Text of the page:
Macy’s is particularly susceptible to the macroeconomic headwinds that many brands and retailers are facing, as spending among the middle-income consumers it counts as a primary customer base is particularly softening, said GlobalData Managing Director Neil Saunders.
But while ecommerce is slowing overall, the importance it gained to Macy’s business during the pandemic is remaining in place.
In 2019, ecommerce made up 25% of Macy’s revenue, CEO Jeff Gennette told analysts on the company’s earnings call. That jumped to a high of 44% in 2020. By 2022, digital reached 33% of sales after the pandemic boom. In the first quarter of 2023, it remained at 33%. So, while the trend line dipped after shoppers returned to stores, ecommerce share still settled in at a higher post-lockdown point than it was before the pandemic.
This came in a quarter in which traffic was “relatively good” across both online and in-store, Macy’s CEO Jeff Gennette said. It was “flattish” online, and slightly up in stores.
“We do expect that this is the reset year with the penetration between them,” Gennette said. “But we do expect more aggressive growth in digital in the future versus stores as we think about '24 and beyond. And that's going to be foisted by a lot of ideas and strategies.
Over the last year, the retailer has made investments in boosting ecommerce, even as shoppers returned to stores. In a bid to boost the assortment of goods available online, Macy’s launched a marketplace in September 2022 that welcomes goods from third-party sellers.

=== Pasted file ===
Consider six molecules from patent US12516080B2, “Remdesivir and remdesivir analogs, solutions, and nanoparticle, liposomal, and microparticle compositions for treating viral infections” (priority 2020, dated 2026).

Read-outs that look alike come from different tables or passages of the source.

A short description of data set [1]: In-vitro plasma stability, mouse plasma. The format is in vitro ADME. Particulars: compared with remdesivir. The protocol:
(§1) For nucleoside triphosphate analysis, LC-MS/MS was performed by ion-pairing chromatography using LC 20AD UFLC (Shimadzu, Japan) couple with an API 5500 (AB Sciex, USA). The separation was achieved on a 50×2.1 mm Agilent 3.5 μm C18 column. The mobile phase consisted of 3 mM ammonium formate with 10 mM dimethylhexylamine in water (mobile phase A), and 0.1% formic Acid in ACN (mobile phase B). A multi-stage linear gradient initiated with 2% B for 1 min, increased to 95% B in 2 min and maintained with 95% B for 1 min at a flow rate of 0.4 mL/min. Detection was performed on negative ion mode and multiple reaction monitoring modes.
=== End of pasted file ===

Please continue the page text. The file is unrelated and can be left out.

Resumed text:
The marketplace had an “outstanding” first quarter, said Macy’s President Tony Spring, who is poised to succeed Gennette as CEO next year. Gross merchandise value increased over 50% when compared to the fourth quarter of 2022, while the average order value and units per order for marketplace customers was 50% above those not shopping at the marketplace.
Macy’s is continuing to build the marketplace even as it racks up sales. The retailer added 450 brands, ending the quarter with 950 brands.
This is helping to draw in new customers, as well as younger existing customers who are buying more items, resulting in increased basket size.
“We're very excited as to how marketplace is really attracting the Gen Z customer, particularly in categories where it was not economically feasible for us to carry in the past,” Gennette said.
In the end, Gennette said a strong digital and social presence is key to attracting younger consumers. That's a different type of shopper than other age groups.
“We know the younger customer starts first online,” Gennette said. That behavior will still be in place as the generation gets older, and gains more buying power in the process.
Going forward, Macy’s is seeking to expand the model to other retail banners in its portfolio. Bloomingdale’s will open a marketplace in the early fall.
The Macy’s ecommerce trajectory isn’t that different from the wider U.S. ecommerce narrative detailed above. With one quarter of 2023 data, there is evidence that ecommerce share settled out at a higher point after the pandemic than where it started before COVID arrived. There is flattening now, but the retailer is taking it not as a sign of a slowdown, or a signal to change course. Rather, it sees changing consumer behavior as a reason to build for the future.